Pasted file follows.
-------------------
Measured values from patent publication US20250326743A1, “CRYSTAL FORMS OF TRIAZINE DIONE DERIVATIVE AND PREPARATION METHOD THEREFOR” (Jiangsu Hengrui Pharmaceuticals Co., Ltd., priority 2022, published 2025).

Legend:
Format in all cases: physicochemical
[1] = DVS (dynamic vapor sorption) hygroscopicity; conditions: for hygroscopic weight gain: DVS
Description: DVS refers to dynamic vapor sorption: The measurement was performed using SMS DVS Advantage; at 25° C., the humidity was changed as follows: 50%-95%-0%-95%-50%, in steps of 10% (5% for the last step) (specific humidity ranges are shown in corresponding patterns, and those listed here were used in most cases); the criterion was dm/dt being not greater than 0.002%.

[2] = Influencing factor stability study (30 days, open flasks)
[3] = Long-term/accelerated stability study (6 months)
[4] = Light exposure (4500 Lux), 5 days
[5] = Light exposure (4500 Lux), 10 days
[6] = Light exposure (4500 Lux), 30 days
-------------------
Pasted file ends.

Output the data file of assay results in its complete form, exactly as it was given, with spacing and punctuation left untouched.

Measured values from patent publication US20250326743A1, “CRYSTAL FORMS OF TRIAZINE DIONE DERIVATIVE AND PREPARATION METHOD THEREFOR” (Jiangsu Hengrui Pharmaceuticals Co., Ltd., priority 2022, published 2025).

Legend:
Format in all cases: physicochemical
[1] = DVS (dynamic vapor sorption) hygroscopicity; conditions: for hygroscopic weight gain: DVS
Description: DVS refers to dynamic vapor sorption: The measurement was performed using SMS DVS Advantage; at 25° C., the humidity was changed as follows: 50%-95%-0%-95%-50%, in steps of 10% (5% for the last step) (specific humidity ranges are shown in corresponding patterns, and those listed here were used in most cases); the criterion was dm/dt being not greater than 0.002%.

[2] = Influencing factor stability study (30 days, open flasks)
[3] = Long-term/accelerated stability study (6 months)
[4] = Light exposure (4500 Lux), 5 days
[5] = Light exposure (4500 Lux), 10 days
[6] = Light exposure (4500 Lux), 30 days